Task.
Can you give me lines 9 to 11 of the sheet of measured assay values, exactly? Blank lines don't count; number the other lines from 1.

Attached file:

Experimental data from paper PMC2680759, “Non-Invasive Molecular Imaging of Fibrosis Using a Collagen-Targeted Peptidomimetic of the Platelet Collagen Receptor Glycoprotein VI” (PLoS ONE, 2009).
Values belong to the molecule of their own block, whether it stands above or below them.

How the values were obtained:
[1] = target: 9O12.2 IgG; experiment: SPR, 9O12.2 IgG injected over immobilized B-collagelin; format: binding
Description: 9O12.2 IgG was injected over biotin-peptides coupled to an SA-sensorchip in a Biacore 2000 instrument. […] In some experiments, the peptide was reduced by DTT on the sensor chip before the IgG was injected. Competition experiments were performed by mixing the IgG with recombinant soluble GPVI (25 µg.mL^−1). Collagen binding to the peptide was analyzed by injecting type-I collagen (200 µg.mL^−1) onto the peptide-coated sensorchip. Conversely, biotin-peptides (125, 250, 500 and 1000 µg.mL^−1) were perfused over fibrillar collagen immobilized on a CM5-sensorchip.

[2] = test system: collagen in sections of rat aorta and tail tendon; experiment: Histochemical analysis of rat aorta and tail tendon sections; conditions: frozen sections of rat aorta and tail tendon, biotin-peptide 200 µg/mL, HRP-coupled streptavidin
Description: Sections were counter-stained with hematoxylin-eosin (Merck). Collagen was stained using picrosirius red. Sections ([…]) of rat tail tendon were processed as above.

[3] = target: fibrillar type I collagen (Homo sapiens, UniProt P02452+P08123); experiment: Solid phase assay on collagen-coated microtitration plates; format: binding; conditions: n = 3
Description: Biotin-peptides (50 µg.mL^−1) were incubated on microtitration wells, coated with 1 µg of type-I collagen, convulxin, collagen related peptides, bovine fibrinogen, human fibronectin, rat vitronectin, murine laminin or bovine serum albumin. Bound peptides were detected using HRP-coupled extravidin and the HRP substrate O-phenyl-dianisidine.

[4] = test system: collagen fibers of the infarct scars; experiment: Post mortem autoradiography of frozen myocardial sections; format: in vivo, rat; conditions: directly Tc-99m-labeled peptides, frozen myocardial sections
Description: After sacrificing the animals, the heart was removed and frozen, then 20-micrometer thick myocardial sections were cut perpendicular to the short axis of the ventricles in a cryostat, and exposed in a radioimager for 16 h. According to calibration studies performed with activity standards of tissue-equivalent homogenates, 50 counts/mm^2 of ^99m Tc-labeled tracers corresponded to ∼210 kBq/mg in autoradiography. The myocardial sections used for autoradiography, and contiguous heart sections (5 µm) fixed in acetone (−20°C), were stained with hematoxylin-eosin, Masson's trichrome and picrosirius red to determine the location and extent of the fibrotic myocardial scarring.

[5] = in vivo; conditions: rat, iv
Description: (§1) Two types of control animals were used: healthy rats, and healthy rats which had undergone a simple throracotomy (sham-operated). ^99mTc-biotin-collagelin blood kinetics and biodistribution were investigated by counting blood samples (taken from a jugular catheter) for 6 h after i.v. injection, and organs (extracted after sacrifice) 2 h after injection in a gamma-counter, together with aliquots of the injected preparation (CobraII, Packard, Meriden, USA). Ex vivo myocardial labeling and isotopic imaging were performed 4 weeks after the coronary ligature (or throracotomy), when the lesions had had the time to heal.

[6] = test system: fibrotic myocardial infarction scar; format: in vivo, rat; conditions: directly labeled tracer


Description: Biotin-peptides (50 µg.mL^−1) were incubated on microtitration wells, coated with 1 µg of type-I collagen, convulxin, collagen related peptides, bovine fibrinogen, human fibronectin, rat vitronectin, murine laminin or bovine serum albumin. Bound peptides were detected using HRP-coupled extravidin and the HRP substrate O-phenyl-dianisidine.

[4] = test system: collagen fibers of the infarct scars; experiment: Post mortem autoradiography of frozen myocardial sections; format: in vivo, rat; conditions: directly Tc-99m-labeled peptides, frozen myocardial sections
Description: After sacrificing the animals, the heart was removed and frozen, then 20-micrometer thick myocardial sections were cut perpendicular to the short axis of the ventricles in a cryostat, and exposed in a radioimager for 16 h. According to calibration studies performed with activity standards of tissue-equivalent homogenates, 50 counts/mm^2 of ^99m Tc-labeled tracers corresponded to ∼210 kBq/mg in autoradiography. The myocardial sections used for autoradiography, and contiguous heart sections (5 µm) fixed in acetone (−20°C), were stained with hematoxylin-eosin, Masson's trichrome and picrosirius red to determine the location and extent of the fibrotic myocardial scarring.